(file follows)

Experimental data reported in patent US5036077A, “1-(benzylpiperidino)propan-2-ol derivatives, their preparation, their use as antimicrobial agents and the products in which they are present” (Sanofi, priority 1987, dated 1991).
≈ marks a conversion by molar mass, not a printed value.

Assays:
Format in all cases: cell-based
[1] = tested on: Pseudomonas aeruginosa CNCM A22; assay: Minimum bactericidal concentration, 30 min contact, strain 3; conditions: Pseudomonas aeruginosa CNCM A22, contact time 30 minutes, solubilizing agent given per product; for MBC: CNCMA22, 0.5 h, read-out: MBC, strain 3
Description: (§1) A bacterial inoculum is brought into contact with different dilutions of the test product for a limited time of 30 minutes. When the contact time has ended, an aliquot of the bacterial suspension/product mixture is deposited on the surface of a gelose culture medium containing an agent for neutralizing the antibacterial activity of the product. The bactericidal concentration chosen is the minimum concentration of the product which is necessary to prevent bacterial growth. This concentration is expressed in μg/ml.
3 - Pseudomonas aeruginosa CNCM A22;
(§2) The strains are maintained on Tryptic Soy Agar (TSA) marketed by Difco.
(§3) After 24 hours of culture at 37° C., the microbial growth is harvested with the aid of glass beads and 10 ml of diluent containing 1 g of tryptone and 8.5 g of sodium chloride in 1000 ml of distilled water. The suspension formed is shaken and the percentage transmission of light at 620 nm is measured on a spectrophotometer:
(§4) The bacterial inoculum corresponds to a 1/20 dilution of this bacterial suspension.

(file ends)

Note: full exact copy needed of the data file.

Experimental data reported in patent US5036077A, “1-(benzylpiperidino)propan-2-ol derivatives, their preparation, their use as antimicrobial agents and the products in which they are present” (Sanofi, priority 1987, dated 1991).
≈ marks a conversion by molar mass, not a printed value.

Assays:
Format in all cases: cell-based
[1] = tested on: Pseudomonas aeruginosa CNCM A22; assay: Minimum bactericidal concentration, 30 min contact, strain 3; conditions: Pseudomonas aeruginosa CNCM A22, contact time 30 minutes, solubilizing agent given per product; for MBC: CNCMA22, 0.5 h, read-out: MBC, strain 3
Description: (§1) A bacterial inoculum is brought into contact with different dilutions of the test product for a limited time of 30 minutes. When the contact time has ended, an aliquot of the bacterial suspension/product mixture is deposited on the surface of a gelose culture medium containing an agent for neutralizing the antibacterial activity of the product. The bactericidal concentration chosen is the minimum concentration of the product which is necessary to prevent bacterial growth. This concentration is expressed in μg/ml.
3 - Pseudomonas aeruginosa CNCM A22;
(§2) The strains are maintained on Tryptic Soy Agar (TSA) marketed by Difco.
(§3) After 24 hours of culture at 37° C., the microbial growth is harvested with the aid of glass beads and 10 ml of diluent containing 1 g of tryptone and 8.5 g of sodium chloride in 1000 ml of distilled water. The suspension formed is shaken and the percentage transmission of light at 620 nm is measured on a spectrophotometer:
(§4) The bacterial inoculum corresponds to a 1/20 dilution of this bacterial suspension.